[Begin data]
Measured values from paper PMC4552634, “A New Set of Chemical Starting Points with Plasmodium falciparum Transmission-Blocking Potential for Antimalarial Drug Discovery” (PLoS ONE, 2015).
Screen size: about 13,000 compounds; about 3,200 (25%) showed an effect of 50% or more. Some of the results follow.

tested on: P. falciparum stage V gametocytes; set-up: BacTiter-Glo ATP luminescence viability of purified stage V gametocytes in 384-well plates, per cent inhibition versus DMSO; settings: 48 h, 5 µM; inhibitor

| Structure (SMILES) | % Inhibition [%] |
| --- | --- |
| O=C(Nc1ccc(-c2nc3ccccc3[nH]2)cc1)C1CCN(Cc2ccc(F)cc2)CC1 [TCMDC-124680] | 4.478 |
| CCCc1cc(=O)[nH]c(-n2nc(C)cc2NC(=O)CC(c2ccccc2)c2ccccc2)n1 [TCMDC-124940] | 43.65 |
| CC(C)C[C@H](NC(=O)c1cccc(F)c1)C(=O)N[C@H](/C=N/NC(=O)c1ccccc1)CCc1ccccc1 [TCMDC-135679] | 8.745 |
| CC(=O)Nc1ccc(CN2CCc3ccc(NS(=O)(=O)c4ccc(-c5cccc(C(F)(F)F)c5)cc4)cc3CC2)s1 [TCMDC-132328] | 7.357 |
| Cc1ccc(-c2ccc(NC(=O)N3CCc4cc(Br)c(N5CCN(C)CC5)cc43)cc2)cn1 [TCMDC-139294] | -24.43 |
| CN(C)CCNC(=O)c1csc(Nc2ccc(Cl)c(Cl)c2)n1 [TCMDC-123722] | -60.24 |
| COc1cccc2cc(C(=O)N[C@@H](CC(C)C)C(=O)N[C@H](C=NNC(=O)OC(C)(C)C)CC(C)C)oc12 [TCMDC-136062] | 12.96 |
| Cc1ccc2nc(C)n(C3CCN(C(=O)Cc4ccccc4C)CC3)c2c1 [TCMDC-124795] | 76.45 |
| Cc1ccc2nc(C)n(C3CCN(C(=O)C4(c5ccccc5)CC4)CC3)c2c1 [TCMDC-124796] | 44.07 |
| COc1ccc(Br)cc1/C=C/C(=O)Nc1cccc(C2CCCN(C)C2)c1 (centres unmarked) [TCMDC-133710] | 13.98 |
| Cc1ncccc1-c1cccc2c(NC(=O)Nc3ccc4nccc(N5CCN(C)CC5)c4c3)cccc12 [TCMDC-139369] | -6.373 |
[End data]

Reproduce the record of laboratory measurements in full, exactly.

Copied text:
Measured values from paper PMC4552634, “A New Set of Chemical Starting Points with Plasmodium falciparum Transmission-Blocking Potential for Antimalarial Drug Discovery” (PLoS ONE, 2015).
Screen size: about 13,000 compounds; about 3,200 (25%) showed an effect of 50% or more. Some of the results follow.

tested on: P. falciparum stage V gametocytes; set-up: BacTiter-Glo ATP luminescence viability of purified stage V gametocytes in 384-well plates, per cent inhibition versus DMSO; settings: 48 h, 5 µM; inhibitor

| Structure (SMILES) | % Inhibition [%] |
| --- | --- |
| O=C(Nc1ccc(-c2nc3ccccc3[nH]2)cc1)C1CCN(Cc2ccc(F)cc2)CC1 [TCMDC-124680] | 4.478 |
| CCCc1cc(=O)[nH]c(-n2nc(C)cc2NC(=O)CC(c2ccccc2)c2ccccc2)n1 [TCMDC-124940] | 43.65 |
| CC(C)C[C@H](NC(=O)c1cccc(F)c1)C(=O)N[C@H](/C=N/NC(=O)c1ccccc1)CCc1ccccc1 [TCMDC-135679] | 8.745 |
| CC(=O)Nc1ccc(CN2CCc3ccc(NS(=O)(=O)c4ccc(-c5cccc(C(F)(F)F)c5)cc4)cc3CC2)s1 [TCMDC-132328] | 7.357 |
| Cc1ccc(-c2ccc(NC(=O)N3CCc4cc(Br)c(N5CCN(C)CC5)cc43)cc2)cn1 [TCMDC-139294] | -24.43 |
| CN(C)CCNC(=O)c1csc(Nc2ccc(Cl)c(Cl)c2)n1 [TCMDC-123722] | -60.24 |
| COc1cccc2cc(C(=O)N[C@@H](CC(C)C)C(=O)N[C@H](C=NNC(=O)OC(C)(C)C)CC(C)C)oc12 [TCMDC-136062] | 12.96 |
| Cc1ccc2nc(C)n(C3CCN(C(=O)Cc4ccccc4C)CC3)c2c1 [TCMDC-124795] | 76.45 |
| Cc1ccc2nc(C)n(C3CCN(C(=O)C4(c5ccccc5)CC4)CC3)c2c1 [TCMDC-124796] | 44.07 |
| COc1ccc(Br)cc1/C=C/C(=O)Nc1cccc(C2CCCN(C)C2)c1 (centres unmarked) [TCMDC-133710] | 13.98 |
| Cc1ncccc1-c1cccc2c(NC(=O)Nc3ccc4nccc(N5CCN(C)CC5)c4c3)cccc12 [TCMDC-139369] | -6.373 |